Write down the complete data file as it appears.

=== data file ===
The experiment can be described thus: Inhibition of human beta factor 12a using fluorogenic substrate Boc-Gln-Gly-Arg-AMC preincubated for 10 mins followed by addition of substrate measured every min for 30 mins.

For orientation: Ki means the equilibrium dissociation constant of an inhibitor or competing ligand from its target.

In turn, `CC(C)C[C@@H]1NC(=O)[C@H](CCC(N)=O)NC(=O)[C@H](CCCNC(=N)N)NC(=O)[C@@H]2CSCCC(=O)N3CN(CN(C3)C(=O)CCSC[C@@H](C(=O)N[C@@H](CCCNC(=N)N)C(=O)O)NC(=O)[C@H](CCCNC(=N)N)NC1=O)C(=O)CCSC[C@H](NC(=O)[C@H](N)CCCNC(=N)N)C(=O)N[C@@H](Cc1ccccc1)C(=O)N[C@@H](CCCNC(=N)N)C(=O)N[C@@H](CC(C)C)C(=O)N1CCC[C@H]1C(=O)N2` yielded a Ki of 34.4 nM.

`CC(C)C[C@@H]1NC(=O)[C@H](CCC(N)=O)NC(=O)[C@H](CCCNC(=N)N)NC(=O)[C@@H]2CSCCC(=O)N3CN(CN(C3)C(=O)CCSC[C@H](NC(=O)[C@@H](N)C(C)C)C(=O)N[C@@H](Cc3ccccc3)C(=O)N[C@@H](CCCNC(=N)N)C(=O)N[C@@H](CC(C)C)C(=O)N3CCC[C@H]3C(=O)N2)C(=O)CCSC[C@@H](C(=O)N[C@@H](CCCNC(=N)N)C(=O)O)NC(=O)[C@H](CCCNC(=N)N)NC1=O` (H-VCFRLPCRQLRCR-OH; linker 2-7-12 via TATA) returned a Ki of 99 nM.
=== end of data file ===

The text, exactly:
The experiment can be described thus: Inhibition of human beta factor 12a using fluorogenic substrate Boc-Gln-Gly-Arg-AMC preincubated for 10 mins followed by addition of substrate measured every min for 30 mins.

For orientation: Ki means the equilibrium dissociation constant of an inhibitor or competing ligand from its target.

In turn, `CC(C)C[C@@H]1NC(=O)[C@H](CCC(N)=O)NC(=O)[C@H](CCCNC(=N)N)NC(=O)[C@@H]2CSCCC(=O)N3CN(CN(C3)C(=O)CCSC[C@@H](C(=O)N[C@@H](CCCNC(=N)N)C(=O)O)NC(=O)[C@H](CCCNC(=N)N)NC1=O)C(=O)CCSC[C@H](NC(=O)[C@H](N)CCCNC(=N)N)C(=O)N[C@@H](Cc1ccccc1)C(=O)N[C@@H](CCCNC(=N)N)C(=O)N[C@@H](CC(C)C)C(=O)N1CCC[C@H]1C(=O)N2` yielded a Ki of 34.4 nM.

`CC(C)C[C@@H]1NC(=O)[C@H](CCC(N)=O)NC(=O)[C@H](CCCNC(=N)N)NC(=O)[C@@H]2CSCCC(=O)N3CN(CN(C3)C(=O)CCSC[C@H](NC(=O)[C@@H](N)C(C)C)C(=O)N[C@@H](Cc3ccccc3)C(=O)N[C@@H](CCCNC(=N)N)C(=O)N[C@@H](CC(C)C)C(=O)N3CCC[C@H]3C(=O)N2)C(=O)CCSC[C@@H](C(=O)N[C@@H](CCCNC(=N)N)C(=O)O)NC(=O)[C@H](CCCNC(=N)N)NC1=O` (H-VCFRLPCRQLRCR-OH; linker 2-7-12 via TATA) returned a Ki of 99 nM.